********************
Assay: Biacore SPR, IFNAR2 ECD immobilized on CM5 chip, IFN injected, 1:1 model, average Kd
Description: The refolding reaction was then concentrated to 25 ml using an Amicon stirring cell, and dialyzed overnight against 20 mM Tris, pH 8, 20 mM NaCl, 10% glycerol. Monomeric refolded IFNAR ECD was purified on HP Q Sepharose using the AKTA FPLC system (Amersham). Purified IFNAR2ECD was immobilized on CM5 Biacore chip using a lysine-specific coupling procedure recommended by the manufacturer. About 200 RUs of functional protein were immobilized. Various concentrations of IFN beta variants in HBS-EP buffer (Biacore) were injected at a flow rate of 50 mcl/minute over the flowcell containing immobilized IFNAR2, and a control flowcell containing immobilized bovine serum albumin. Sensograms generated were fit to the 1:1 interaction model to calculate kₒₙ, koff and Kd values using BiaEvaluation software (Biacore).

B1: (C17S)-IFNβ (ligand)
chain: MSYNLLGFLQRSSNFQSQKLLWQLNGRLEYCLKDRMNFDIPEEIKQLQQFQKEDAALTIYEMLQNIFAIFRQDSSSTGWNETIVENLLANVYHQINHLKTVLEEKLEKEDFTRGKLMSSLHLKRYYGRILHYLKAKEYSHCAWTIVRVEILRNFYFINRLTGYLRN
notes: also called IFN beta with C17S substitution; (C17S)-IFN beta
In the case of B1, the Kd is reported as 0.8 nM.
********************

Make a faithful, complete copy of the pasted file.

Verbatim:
Assay: Biacore SPR, IFNAR2 ECD immobilized on CM5 chip, IFN injected, 1:1 model, average Kd
Description: The refolding reaction was then concentrated to 25 ml using an Amicon stirring cell, and dialyzed overnight against 20 mM Tris, pH 8, 20 mM NaCl, 10% glycerol. Monomeric refolded IFNAR ECD was purified on HP Q Sepharose using the AKTA FPLC system (Amersham). Purified IFNAR2ECD was immobilized on CM5 Biacore chip using a lysine-specific coupling procedure recommended by the manufacturer. About 200 RUs of functional protein were immobilized. Various concentrations of IFN beta variants in HBS-EP buffer (Biacore) were injected at a flow rate of 50 mcl/minute over the flowcell containing immobilized IFNAR2, and a control flowcell containing immobilized bovine serum albumin. Sensograms generated were fit to the 1:1 interaction model to calculate kₒₙ, koff and Kd values using BiaEvaluation software (Biacore).

B1: (C17S)-IFNβ (ligand)
chain: MSYNLLGFLQRSSNFQSQKLLWQLNGRLEYCLKDRMNFDIPEEIKQLQQFQKEDAALTIYEMLQNIFAIFRQDSSSTGWNETIVENLLANVYHQINHLKTVLEEKLEKEDFTRGKLMSSLHLKRYYGRILHYLKAKEYSHCAWTIVRVEILRNFYFINRLTGYLRN
notes: also called IFN beta with C17S substitution; (C17S)-IFN beta
In the case of B1, the Kd is reported as 0.8 nM.